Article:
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Old 28 Nov 2017, 04:29 AM   #681264 / #1
lpetrich
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Default Richard Carrier: The Scientist in the Early Roman Empire

Was Roman Science in Decline? (Excerpt from My New Book) - Richard Carrier
Quote:
This brings to completion the publication of my Columbia University dissertation, expanded and revised for a broader audience, but still thoroughly academic (it’s heavily footnoted; the bibliography alone extends over sixty pages). The basic table of contents reads:

Introduction
The Natural Philosopher as Ancient Scientist
The Roman Idea of Scientific Progress
In Praise of the Scientist
Christian Rejection of the Scientist
Conclusion

But packed in there is a lot more, including full surveys of the history of ancient science and technology, and such sections as “The Scientist as Hero in the Roman Era,” “The Scientist as Craftsman in the Roman Era,” and “The Methods of Roman Scientists.” Probably the most thorough treatment of Roman science in over forty years. Here is one such section, 3.7, “Was Roman Science in Decline?” Which I’ve also added hyperlinks to for this presentation. It starts just after I finished proving with extensive evidence and citations of scholarship that Romans were fully aware of and praised past and continued scientific progress, and were still engaged in producing it. This section refers to other parts of the book, but you’ll get the idea. You’ll see hints of many other gems in there to find.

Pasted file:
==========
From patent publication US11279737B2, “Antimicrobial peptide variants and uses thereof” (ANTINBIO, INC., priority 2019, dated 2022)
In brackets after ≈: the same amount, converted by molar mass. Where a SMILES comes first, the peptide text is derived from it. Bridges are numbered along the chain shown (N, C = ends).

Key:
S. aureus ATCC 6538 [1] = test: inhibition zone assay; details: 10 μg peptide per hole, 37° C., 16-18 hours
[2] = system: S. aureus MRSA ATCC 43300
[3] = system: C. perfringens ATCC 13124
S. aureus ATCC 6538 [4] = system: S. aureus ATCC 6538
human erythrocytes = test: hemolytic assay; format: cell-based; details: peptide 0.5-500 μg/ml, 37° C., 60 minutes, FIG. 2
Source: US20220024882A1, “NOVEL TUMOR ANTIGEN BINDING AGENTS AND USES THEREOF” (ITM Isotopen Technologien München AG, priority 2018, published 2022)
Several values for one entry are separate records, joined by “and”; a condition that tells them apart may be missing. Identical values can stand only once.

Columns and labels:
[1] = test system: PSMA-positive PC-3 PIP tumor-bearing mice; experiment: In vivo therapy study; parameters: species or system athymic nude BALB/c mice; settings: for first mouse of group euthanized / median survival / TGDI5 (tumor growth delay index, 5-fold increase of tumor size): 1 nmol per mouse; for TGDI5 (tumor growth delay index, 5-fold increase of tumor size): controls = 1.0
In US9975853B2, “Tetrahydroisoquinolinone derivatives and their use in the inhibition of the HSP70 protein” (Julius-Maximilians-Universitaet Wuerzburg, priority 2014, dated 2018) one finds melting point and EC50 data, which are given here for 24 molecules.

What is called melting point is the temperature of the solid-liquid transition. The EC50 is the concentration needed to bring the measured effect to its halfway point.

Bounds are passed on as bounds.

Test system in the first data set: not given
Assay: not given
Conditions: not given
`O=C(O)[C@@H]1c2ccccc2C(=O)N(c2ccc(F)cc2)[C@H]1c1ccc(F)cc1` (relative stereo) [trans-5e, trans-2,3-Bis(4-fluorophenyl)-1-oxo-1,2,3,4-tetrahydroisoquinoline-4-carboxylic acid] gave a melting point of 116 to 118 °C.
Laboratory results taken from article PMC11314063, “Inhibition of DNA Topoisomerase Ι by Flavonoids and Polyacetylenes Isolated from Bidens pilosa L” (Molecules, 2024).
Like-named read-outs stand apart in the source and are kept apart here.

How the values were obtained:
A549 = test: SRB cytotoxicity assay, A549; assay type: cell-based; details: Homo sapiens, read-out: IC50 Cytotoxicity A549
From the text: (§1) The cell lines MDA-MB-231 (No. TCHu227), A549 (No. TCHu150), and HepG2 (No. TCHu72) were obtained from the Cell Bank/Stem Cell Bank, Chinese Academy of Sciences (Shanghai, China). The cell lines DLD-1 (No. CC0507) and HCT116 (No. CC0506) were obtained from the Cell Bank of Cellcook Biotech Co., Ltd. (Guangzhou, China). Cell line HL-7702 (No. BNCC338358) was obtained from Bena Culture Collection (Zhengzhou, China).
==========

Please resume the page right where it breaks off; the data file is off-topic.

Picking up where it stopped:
He goes into a lot of detail about that, rebutting many people who have claimed otherwise.

Toward the end, he writes
Quote:
Besides those, however, there are four other arguments that appear repeatedly in the literature, which purport to prove that the ancients had no conception of scientific (and technological) progress or were even hostile to the idea. It is often claimed the ancient slave system discouraged interest in progress, or that progress was blocked due to the Romans being dead set against the idea of changing or interfering with the natural order, or that they never had the idea of explaining nature and natural processes mechanically (rather than, say, organically or supernaturally), or that they were so obsessed with a cyclical model of time that they were incapable of even imagining progress or thinking it possible or worthwhile. All false.

The following sections then cover in detail “The Slavery Thesis” (pp. 250-53), “Changing Nature” (pp. 253-58), “Mechanizing Nature” (pp. 258-63), and “The Cyclical Time Thesis” (pp. 263-69). And I follow that with a complete survey of “Ancient Tales of Decline” (pp. 270-307).
Looks awfully interesting. Seems like he also rebuts the "heads in the clouds" thesis, that philosophers preferred reasoning from first principles to doing observations and experiments.
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